Yes, the economy has been a concern, he said, but under Obama “it has picked up.” And while many people don’t believe Obama can bring peace to the Middle East, he knows international policy “better than anybody,” Petroff said.
West Mount Airy
The racially and ethnically diverse West Mount Airy section of Philadelphia is known as a bastion of liberalism and, true to form, it was hard to find anyone who wasn’t voting for the president during the morning rush at the polls.
But at the Germantown Jewish Centre, at least one Jewish voter cast a ballot for Tom Smith, the conservative Republican who largely self-funded his ultimately unsuccessful campaign to unseat U.S. Sen. Bob Casey (D-Pa.) As Bob Levenson, a 67-year-old retired city worker told it, his choice was more a repudiation of Casey.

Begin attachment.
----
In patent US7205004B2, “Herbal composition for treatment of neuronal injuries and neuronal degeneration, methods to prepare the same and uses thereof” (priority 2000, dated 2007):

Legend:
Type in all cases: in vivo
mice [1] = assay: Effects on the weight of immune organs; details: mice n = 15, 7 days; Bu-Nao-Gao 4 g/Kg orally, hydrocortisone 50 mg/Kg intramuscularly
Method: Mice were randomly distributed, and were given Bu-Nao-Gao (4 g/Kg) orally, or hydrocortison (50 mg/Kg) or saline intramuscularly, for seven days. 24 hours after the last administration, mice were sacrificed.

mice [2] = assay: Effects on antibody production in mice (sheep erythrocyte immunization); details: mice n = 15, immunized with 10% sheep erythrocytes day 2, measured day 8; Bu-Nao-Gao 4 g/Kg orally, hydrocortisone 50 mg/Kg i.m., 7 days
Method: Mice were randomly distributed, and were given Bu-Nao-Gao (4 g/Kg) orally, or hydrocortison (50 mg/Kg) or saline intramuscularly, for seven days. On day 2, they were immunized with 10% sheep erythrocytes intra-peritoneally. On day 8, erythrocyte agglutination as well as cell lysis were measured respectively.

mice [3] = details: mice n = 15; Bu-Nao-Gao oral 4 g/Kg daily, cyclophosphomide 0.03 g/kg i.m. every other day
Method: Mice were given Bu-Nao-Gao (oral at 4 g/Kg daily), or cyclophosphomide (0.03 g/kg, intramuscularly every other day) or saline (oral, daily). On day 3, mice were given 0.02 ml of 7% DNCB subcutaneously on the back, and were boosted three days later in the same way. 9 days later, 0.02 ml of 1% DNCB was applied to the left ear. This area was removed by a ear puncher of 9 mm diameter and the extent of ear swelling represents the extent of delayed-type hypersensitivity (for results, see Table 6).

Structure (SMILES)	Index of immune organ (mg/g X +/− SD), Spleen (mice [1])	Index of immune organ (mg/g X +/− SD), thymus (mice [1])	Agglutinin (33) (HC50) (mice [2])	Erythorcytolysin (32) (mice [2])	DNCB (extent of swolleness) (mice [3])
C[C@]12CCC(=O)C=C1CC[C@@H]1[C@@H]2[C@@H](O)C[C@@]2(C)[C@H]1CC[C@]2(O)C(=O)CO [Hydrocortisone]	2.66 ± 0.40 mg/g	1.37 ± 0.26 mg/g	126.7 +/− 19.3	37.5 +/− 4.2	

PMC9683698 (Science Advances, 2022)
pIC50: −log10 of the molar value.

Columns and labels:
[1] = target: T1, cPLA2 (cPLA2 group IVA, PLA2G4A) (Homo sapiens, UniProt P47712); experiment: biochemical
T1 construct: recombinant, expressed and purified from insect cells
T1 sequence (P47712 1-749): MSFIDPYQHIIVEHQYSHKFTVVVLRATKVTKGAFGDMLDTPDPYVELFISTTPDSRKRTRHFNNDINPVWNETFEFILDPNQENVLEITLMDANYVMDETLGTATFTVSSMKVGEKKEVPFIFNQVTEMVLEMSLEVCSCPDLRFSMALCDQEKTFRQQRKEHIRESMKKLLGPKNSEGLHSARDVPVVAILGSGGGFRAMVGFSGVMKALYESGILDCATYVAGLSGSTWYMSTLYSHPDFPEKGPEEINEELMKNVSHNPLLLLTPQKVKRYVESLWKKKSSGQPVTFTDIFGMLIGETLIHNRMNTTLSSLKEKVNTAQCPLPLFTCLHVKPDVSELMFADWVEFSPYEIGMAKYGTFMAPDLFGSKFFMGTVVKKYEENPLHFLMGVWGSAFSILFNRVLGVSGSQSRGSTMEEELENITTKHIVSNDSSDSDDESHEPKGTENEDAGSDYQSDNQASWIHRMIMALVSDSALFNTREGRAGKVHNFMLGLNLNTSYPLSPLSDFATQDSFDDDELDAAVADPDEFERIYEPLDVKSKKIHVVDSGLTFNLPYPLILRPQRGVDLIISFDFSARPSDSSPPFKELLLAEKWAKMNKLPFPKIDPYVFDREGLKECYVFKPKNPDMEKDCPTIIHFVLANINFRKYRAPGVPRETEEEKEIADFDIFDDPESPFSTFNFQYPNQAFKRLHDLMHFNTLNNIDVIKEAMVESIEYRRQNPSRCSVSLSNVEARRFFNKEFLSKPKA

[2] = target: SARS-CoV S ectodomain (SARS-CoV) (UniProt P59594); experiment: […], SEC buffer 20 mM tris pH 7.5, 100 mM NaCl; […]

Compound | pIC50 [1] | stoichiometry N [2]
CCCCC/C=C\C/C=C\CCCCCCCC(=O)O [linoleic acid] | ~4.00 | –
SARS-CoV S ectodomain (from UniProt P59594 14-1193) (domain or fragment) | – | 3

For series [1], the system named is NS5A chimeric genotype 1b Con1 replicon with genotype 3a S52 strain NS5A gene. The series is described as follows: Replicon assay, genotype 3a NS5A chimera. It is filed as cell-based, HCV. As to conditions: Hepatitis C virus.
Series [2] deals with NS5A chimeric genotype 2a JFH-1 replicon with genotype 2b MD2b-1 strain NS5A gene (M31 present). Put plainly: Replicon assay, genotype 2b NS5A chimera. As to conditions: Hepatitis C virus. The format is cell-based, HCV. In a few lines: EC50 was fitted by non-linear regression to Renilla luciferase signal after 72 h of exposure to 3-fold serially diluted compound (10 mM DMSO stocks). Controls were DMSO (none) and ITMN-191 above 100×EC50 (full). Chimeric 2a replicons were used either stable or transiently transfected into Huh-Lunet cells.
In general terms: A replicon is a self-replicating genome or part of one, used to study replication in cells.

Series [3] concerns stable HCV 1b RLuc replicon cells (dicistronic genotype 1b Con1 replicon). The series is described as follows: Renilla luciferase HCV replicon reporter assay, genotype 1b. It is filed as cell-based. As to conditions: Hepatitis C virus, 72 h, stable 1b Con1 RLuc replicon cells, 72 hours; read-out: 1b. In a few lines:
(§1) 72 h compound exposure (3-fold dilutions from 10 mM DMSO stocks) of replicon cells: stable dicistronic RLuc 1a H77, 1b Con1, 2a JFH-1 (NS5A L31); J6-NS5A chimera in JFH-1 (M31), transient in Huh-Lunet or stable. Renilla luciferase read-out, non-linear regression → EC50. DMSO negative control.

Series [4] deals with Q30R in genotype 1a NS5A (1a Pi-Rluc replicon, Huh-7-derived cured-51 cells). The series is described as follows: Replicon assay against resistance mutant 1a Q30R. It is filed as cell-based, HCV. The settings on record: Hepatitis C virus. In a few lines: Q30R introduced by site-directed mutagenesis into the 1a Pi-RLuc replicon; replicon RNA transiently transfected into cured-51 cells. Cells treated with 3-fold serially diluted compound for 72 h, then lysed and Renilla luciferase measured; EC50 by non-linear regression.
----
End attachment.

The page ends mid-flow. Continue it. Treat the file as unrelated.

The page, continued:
“It was a vote for a non-politician,” said Levenson, as he left the building on a brisk, cloudy morning. 
Levenson said he didn't  necessarily agree with Smith’s opposition to abortion and some of his other stances, but he associated asey with politics as usual and the state’s political machine.
He did split his ticket, however, voting for Obama more because he feared that Romney wouldl roll back financial regulatory reform than because he lauded the president’s accomplishments. If Israel had been a decisive factor, Levenson said, he would have chosen Romney.
As voters had to wait in line for up to a half an hour to cast their ballot at the synagogue, married couple Joel Silver and Rina Maskler called themselves Obama “diehards.’